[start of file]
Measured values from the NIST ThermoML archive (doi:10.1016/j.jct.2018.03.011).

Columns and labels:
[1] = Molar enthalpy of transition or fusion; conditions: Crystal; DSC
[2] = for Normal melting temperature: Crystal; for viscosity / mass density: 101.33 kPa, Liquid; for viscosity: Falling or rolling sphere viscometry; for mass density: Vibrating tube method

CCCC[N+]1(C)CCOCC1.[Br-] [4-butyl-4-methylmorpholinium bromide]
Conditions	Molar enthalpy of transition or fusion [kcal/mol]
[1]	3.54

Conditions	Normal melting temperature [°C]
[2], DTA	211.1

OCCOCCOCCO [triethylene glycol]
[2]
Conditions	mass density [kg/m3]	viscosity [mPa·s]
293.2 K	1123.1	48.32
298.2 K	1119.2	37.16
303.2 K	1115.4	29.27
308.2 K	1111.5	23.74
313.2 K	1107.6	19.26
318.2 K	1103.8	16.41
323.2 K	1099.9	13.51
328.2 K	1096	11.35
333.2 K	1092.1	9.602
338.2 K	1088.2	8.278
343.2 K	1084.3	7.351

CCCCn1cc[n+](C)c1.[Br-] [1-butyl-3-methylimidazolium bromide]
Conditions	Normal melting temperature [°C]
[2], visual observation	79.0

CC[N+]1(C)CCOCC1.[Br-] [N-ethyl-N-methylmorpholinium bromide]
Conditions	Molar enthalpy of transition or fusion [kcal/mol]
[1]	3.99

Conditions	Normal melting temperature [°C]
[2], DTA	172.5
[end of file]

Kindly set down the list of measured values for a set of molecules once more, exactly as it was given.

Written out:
Measured values from the NIST ThermoML archive (doi:10.1016/j.jct.2018.03.011).

Columns and labels:
[1] = Molar enthalpy of transition or fusion; conditions: Crystal; DSC
[2] = for Normal melting temperature: Crystal; for viscosity / mass density: 101.33 kPa, Liquid; for viscosity: Falling or rolling sphere viscometry; for mass density: Vibrating tube method

CCCC[N+]1(C)CCOCC1.[Br-] [4-butyl-4-methylmorpholinium bromide]
Conditions	Molar enthalpy of transition or fusion [kcal/mol]
[1]	3.54

Conditions	Normal melting temperature [°C]
[2], DTA	211.1

OCCOCCOCCO [triethylene glycol]
[2]
Conditions	mass density [kg/m3]	viscosity [mPa·s]
293.2 K	1123.1	48.32
298.2 K	1119.2	37.16
303.2 K	1115.4	29.27
308.2 K	1111.5	23.74
313.2 K	1107.6	19.26
318.2 K	1103.8	16.41
323.2 K	1099.9	13.51
328.2 K	1096	11.35
333.2 K	1092.1	9.602
338.2 K	1088.2	8.278
343.2 K	1084.3	7.351

CCCCn1cc[n+](C)c1.[Br-] [1-butyl-3-methylimidazolium bromide]
Conditions	Normal melting temperature [°C]
[2], visual observation	79.0

CC[N+]1(C)CCOCC1.[Br-] [N-ethyl-N-methylmorpholinium bromide]
Conditions	Molar enthalpy of transition or fusion [kcal/mol]
[1]	3.99

Conditions	Normal melting temperature [°C]
[2], DTA	172.5